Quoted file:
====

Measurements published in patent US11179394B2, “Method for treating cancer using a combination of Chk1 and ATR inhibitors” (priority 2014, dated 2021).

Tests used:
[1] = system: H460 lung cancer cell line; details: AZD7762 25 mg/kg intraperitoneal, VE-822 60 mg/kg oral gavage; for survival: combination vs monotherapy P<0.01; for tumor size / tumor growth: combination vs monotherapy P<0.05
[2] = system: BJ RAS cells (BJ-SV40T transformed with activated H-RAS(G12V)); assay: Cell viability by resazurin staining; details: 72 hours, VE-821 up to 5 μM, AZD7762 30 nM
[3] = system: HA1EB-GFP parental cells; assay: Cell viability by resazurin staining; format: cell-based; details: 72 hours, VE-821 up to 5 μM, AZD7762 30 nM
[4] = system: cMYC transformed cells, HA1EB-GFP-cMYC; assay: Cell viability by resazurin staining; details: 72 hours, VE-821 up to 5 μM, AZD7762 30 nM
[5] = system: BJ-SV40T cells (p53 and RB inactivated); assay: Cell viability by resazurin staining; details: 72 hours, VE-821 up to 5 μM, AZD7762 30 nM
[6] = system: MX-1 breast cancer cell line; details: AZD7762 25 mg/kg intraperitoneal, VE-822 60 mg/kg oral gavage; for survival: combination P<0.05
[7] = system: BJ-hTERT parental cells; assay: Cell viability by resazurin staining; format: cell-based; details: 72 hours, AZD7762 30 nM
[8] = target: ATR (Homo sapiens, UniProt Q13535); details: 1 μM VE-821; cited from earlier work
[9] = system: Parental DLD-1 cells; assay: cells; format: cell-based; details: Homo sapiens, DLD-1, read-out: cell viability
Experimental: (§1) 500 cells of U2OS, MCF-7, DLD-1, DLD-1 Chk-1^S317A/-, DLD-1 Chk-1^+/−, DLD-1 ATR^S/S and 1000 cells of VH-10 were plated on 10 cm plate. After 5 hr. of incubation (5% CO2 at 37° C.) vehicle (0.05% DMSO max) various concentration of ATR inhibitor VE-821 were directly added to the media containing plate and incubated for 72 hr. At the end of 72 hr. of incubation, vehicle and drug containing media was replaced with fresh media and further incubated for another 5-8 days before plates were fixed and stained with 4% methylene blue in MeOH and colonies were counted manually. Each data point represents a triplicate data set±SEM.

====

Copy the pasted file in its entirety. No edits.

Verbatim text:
Measurements published in patent US11179394B2, “Method for treating cancer using a combination of Chk1 and ATR inhibitors” (priority 2014, dated 2021).

Tests used:
[1] = system: H460 lung cancer cell line; details: AZD7762 25 mg/kg intraperitoneal, VE-822 60 mg/kg oral gavage; for survival: combination vs monotherapy P<0.01; for tumor size / tumor growth: combination vs monotherapy P<0.05
[2] = system: BJ RAS cells (BJ-SV40T transformed with activated H-RAS(G12V)); assay: Cell viability by resazurin staining; details: 72 hours, VE-821 up to 5 μM, AZD7762 30 nM
[3] = system: HA1EB-GFP parental cells; assay: Cell viability by resazurin staining; format: cell-based; details: 72 hours, VE-821 up to 5 μM, AZD7762 30 nM
[4] = system: cMYC transformed cells, HA1EB-GFP-cMYC; assay: Cell viability by resazurin staining; details: 72 hours, VE-821 up to 5 μM, AZD7762 30 nM
[5] = system: BJ-SV40T cells (p53 and RB inactivated); assay: Cell viability by resazurin staining; details: 72 hours, VE-821 up to 5 μM, AZD7762 30 nM
[6] = system: MX-1 breast cancer cell line; details: AZD7762 25 mg/kg intraperitoneal, VE-822 60 mg/kg oral gavage; for survival: combination P<0.05
[7] = system: BJ-hTERT parental cells; assay: Cell viability by resazurin staining; format: cell-based; details: 72 hours, AZD7762 30 nM
[8] = target: ATR (Homo sapiens, UniProt Q13535); details: 1 μM VE-821; cited from earlier work
[9] = system: Parental DLD-1 cells; assay: cells; format: cell-based; details: Homo sapiens, DLD-1, read-out: cell viability
Experimental: (§1) 500 cells of U2OS, MCF-7, DLD-1, DLD-1 Chk-1^S317A/-, DLD-1 Chk-1^+/−, DLD-1 ATR^S/S and 1000 cells of VH-10 were plated on 10 cm plate. After 5 hr. of incubation (5% CO2 at 37° C.) vehicle (0.05% DMSO max) various concentration of ATR inhibitor VE-821 were directly added to the media containing plate and incubated for 72 hr. At the end of 72 hr. of incubation, vehicle and drug containing media was replaced with fresh media and further incubated for another 5-8 days before plates were fixed and stained with 4% methylene blue in MeOH and colonies were counted manually. Each data point represents a triplicate data set±SEM.